Disneyland and other California theme parks, which have been closed for seven months, will be allowed to reopen at just 25% capacity, and only after the county where it's located reaches a lower level of Covid-19 cases — something that may take several weeks, if not months.
California health officials issued long-awaited guidance for reopening theme parks in the state on Tuesday, setting targets for when attractions like Disneyland Resort, in Anaheim, and Universal Studios Hollywood, in Los Angeles, can open their doors. For the big parks, it could be a long road: their counties must reach the least-restrictive “yellow” tier of the state’s four-tier Covid-19 economic-reopening plan.
In terms of coronavirus cases, Orange County, home to Disneyland, is currently in the “red,” or second, tier and Los Angeles County, Universal Studios’ location, is currently in the most restrictive “purple” tier. It could be months before either county meets the guidelines for the “yellow” tier, which requires there be fewer than one case a day per 100,000 residents and a testing positivity rate of less than 2 percent. The parks have been closed since March.
The secretary of California’s Health and Human Services Agency, Dr. Mark Ghaly, issued the guidelines in a video conference on Tuesday and said that he believes that the tier guidelines can be reached. He said that San Francisco County had already met them.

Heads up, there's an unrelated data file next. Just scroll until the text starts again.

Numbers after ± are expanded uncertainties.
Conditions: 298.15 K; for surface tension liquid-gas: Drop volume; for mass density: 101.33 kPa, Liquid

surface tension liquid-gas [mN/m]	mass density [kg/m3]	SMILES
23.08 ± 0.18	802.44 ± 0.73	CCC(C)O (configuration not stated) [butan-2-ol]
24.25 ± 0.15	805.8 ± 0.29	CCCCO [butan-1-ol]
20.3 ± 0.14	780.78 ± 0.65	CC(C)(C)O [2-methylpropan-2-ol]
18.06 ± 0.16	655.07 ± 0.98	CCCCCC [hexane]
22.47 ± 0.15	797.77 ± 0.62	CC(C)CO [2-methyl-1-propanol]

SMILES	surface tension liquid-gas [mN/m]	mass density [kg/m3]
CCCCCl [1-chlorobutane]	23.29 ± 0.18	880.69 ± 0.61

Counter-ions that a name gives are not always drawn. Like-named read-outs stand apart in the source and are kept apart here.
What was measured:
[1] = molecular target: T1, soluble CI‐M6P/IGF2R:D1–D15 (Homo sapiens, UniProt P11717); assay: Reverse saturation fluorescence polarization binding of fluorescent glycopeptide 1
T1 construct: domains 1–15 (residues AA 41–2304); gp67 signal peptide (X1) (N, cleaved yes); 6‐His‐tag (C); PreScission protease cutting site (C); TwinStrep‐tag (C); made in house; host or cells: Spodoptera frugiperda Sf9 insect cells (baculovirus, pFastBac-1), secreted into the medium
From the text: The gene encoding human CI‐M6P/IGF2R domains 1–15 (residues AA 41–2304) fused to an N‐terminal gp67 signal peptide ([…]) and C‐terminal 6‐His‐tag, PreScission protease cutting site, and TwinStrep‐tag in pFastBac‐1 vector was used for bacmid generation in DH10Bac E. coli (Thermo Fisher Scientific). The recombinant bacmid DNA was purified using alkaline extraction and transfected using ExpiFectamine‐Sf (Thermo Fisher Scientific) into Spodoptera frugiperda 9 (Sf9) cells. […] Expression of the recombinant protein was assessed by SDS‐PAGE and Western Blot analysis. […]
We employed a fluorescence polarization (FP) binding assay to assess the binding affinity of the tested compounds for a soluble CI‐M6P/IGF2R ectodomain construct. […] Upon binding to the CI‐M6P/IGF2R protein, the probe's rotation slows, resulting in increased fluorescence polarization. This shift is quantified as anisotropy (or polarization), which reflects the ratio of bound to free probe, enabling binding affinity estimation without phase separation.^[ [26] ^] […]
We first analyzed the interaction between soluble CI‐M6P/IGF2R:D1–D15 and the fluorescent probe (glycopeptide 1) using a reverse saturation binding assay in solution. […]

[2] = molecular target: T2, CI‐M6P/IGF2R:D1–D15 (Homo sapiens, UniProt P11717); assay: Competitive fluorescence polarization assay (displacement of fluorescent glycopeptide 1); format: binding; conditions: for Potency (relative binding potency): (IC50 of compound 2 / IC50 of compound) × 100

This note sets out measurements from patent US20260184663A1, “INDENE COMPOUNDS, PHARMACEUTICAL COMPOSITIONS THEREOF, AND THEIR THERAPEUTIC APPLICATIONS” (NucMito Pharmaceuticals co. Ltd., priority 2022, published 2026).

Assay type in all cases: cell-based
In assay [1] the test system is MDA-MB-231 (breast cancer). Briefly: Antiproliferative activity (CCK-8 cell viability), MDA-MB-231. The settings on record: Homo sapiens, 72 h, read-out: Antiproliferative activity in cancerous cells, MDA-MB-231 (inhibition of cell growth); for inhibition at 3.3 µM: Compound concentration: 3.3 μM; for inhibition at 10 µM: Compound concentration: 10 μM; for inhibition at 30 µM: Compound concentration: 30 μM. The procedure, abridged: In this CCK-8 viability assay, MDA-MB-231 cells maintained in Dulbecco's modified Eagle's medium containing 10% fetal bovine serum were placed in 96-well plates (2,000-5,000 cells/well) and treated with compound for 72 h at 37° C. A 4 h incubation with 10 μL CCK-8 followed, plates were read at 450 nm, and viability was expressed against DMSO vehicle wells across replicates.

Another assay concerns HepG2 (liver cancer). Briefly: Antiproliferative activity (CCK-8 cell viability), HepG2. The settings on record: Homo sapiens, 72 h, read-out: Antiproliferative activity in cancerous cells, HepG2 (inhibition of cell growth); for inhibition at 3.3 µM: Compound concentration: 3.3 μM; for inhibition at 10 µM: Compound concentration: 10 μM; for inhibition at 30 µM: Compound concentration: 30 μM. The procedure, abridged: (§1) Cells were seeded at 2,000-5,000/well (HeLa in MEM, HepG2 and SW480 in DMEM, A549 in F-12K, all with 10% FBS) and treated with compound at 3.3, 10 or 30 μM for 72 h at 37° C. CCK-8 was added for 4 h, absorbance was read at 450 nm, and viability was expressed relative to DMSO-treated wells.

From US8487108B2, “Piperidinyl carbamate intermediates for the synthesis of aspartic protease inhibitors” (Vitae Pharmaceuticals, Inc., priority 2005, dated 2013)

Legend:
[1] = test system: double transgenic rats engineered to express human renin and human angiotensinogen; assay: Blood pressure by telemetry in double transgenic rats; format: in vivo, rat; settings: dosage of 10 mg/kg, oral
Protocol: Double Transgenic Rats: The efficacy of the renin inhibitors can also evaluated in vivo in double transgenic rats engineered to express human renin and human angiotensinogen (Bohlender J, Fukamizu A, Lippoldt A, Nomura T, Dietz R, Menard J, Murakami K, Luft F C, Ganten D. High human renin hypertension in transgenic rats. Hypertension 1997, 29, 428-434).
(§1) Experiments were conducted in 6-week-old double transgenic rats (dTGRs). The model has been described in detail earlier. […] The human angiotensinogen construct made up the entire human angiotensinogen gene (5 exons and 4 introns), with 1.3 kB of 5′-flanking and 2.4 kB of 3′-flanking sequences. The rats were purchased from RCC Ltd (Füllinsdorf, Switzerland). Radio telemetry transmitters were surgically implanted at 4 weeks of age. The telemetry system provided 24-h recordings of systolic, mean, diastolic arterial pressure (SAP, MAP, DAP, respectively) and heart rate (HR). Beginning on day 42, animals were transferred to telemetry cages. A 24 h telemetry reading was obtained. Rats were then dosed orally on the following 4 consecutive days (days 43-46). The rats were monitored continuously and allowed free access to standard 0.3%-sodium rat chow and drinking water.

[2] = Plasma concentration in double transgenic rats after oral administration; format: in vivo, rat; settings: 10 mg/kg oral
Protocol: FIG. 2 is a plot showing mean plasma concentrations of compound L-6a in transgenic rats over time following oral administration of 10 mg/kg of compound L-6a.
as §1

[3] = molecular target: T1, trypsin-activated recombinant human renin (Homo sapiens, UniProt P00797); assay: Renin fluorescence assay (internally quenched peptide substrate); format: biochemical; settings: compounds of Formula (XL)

“There’s lots of work we can do together — both state, local, business leaders, community leaders, individuals — to do what we can to make sure that we reduce transmission throughout our county and there is a path forward there,” Dr. Ghaly said. “We do not know when, but we do know how, and I think we’ll continue to put in the hard work to get us there one county at a time.”
However, Disneyland Resort’s president, Ken Potrock, said in a statement that the guidelines are “arbitrary” and “unworkable.
“We have proven that we can responsibly reopen, with science-based health and safety protocols strictly enforced at our theme park properties around the world,” Mr. Potrock said. “Nevertheless, the State of California continues to ignore this fact, instead mandating arbitrary guidelines that it knows are unworkable and that hold us to a standard vastly different from other reopened businesses and state-operated facilities.”
When parks do reopen, they will have to implement a reservation system allowing guests to book visits ahead of time. They will also have to screen guests for symptoms and mandate masks everywhere inside the park, except when people are eating and drinking. Larger parks, like Disneyland and Universal Studios Hollywood, will have to limit capacity to 25 percent.
Smaller parks in California can reopen when they reach the third or “orange” tier. They will be allowed to have up to 25 percent capacity or 500 guests, depending on which number is less, and only people from the park’s home county will be allowed to visit.
Disney World, the company’s Orlando, Fla., park, reopened in July with strict social distancing and capacity requirements and there have been no major outbreaks of the coronavirus associated with the park. But low attendance has led the company to start layoffs there. The pandemic has cut off many of Disney’s lines of business, including films, theater productions and cruises. Disneyland generated an estimated $3.8 billion in revenue last year, according to Michael Nathanson, a media analyst.
On Monday, a coalition of unions representing thousands of workers at Disneyland told California Gov. Gavin Newsom that it is generally satisfied with the health measures laid out by the company for operating safely.